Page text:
• 5. Who responds to an offer and who doesn’t?” Social marketing apps and other social engagement strategies can also be an effective way for companies to attract the friends and associates of customers who have comparable attributes to current high-value customers.21 “Social communities are a powerful platform to leverage word of mouth and customer advocacy,” says Peppers Rogers Group’s Chen. An advocate is different from a loyal customer in that she supports and is loyal to the brand, but also recommends and actively promotes the brand, signifying that she is emotionally attached to the brand, Chen adds. “You have to question at Consequently, one highly effectual social marketing strategy is to encourage or reward fans some point how wise it to participate in games, contests, and the like. “Consumers have such a strong influence on one is to broadcast an offer to every fan in a non- another that the experience of one person with a company’s social site can have a multiplier effect differentiated way.” on others,” says ClickSquared’s Townsend. When a single fan’s game play is reflected on the fan’s —Dan Smith, Senior Vice newsfeed (and optionally “pinned” to the top of the newsfeed as a sponsored story), it means that President, Marketing, he’s effectively recommended the game (and the brand) to his friends and family. Social games ClickSquared and contests can quickly go viral when those friends and family—and their friends and family— subsequently participate as well.22 It’s straightforward to measure the impact of these social media apps. When companies add fans, and through game-play, add those fans to their marketing database, they can then determine the business value that’s derived from doing so—for example, calculating the number of pros- pects who participate in a contest on Facebook who are then converted into customers and the revenue resulting from those conversions (see “The Most Meaningful Metrics”). Figure 1: The Social Engagement Tree There are multiple ways that companies can engage fans using social media and begin building one-to-one relationships. This chart from a Shop.org social commerce study illustrates different ways that consumers interact with retailers via social media, including the percentage of consumers who purchased a product or service using a Facebook link.23 How Shoppers Interact With Retailers Through Social Networks ■ Facebook ■ Twitter ■ Retail Blogs Purchased product or service from Facebook link Posted comments regarding customer services Posted comments regarding products or services Browsed/researched product or service Clicked through to website 0% 10% 20% 30% 40% 50% 60% 70% 80% 90% 100% Source: 2011 Social Commerce Study by Shop.org, 1,787 respondents, April 2011©2012 Peppers Rogers Group. All rights protected and reserved. 5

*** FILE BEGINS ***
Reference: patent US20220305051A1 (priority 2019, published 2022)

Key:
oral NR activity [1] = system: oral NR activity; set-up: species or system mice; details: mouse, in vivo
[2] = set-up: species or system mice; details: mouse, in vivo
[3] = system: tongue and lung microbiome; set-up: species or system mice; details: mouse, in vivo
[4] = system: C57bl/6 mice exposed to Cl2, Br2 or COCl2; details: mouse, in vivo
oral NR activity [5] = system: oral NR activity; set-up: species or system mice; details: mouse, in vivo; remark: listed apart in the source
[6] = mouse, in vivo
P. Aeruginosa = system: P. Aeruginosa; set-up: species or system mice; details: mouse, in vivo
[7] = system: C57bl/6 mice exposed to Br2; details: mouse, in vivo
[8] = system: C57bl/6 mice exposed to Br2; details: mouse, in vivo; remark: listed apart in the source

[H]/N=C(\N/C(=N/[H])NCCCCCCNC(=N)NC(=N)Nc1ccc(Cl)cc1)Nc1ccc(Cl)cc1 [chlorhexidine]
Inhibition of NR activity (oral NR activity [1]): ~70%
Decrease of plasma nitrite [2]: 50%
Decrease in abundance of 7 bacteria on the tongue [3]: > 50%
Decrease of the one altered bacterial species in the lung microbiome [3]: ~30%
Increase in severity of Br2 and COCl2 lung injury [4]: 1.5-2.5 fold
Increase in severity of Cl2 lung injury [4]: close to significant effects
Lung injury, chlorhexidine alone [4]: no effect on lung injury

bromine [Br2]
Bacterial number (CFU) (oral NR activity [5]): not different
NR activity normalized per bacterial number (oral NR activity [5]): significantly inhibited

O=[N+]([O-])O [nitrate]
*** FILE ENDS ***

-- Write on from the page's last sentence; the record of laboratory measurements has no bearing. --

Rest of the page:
• 6. Case Study: The Boston Celtics’ Social Slam Dunk The beauty of the evolving social marketing space is that it provides companies with rich oppor- tunities to engage with large numbers of the right consumers. Companies can then nurture that social audience, transitioning fans into their direct marketing programs and building trust through a one-to-one dialogue. “Engagement is where a consumer-to-brand relationship drives value, whether that engagement is in social or facilitated by another channel,” says ClickSquared CEO Wayne Townsend. The Boston Celtics is one organization that is actively engaging its fans in social—and scoring big as a result. The NBA team created a Facebook game called 3-Point Play in which, prior to each live game, Celtics fans can predict the statistics (points, rebounds, assists) that three separate players will achieve. Participants accrue points based on the accuracy of each pick, the risks inherent in the picks they made, the collective accuracy of their picks across all three players, and the number of challenges they’ve won against other Celtics fans. Nothing but net (gain) While Celtics fans have fun playing the game and earning the chance to win prizes, including coveted playoff tickets, the team is able to connect with and gather rich marketing information about its 2-million-and-growing Facebook fans. 3-Point Play has enabled the Celtics team to quadruple its Facebook fan base to 6.5 million over three years. The game has also helped the team to add 85,000 Facebook fans to its marketing database, enabling the Celtics to drive significant increases in ticket sales since the game’s launch. Building the One-to-One Relationship Behavioral targeting can be highly influential in connecting companies with customers.24 Companies can use cookies to track consumers’ online behavior (e.g., monitoring websites they visit) and send them ads they may be interested in receiving based on those behaviors. For exam- ple, a home improvement retailer may present targeted ads for plumbing supplies to consumers who visit websites regarding plumbing repairs and parts. Still, behavioral targeting lacks the emotional and human connection that social relationships can, and often do, deliver. Targeted ads are intended to reach a certain group of people based on their demographic background (e.g., gender, age, location) and behaviors like frequently visited websites and purchase history specifically to drive an action like a purchase or a request for fur- ther information. Additionally, there’s typically a low level of consumer engagement with online ads. They aim to drive one action at that moment. Social marketing and engagement activities, by contrast, aim to build relationships that bear dividends over the long term, including purchases, sharing, and recommendations. Social marketing is also more effective at creating buzz among customers and encouraging participation by their friends. “Social engagement is an effective way of getting customers and prospects involved,” says Peppers Rogers Group’s Rogers. One company that’s extremely successful at engaging its fans in social media and generating qualified leads as a result is ModCloth.25 The online fashion retailer offers a mix of activities for its fans on Facebook and Twitter—for example, asking Facebook fans questions like, “What trends do you think will be sizzlin’ hot this summer?” In addition, the company runs regular contests on Twitter, including “I Spy Thursdays,” in which each Thursday at 4 p.m. Eastern Time the company posts a blurry or distorted picture of one of its products.26 The customer who’s the fifth person©2012 Peppers Rogers Group. All rights protected and reserved. 6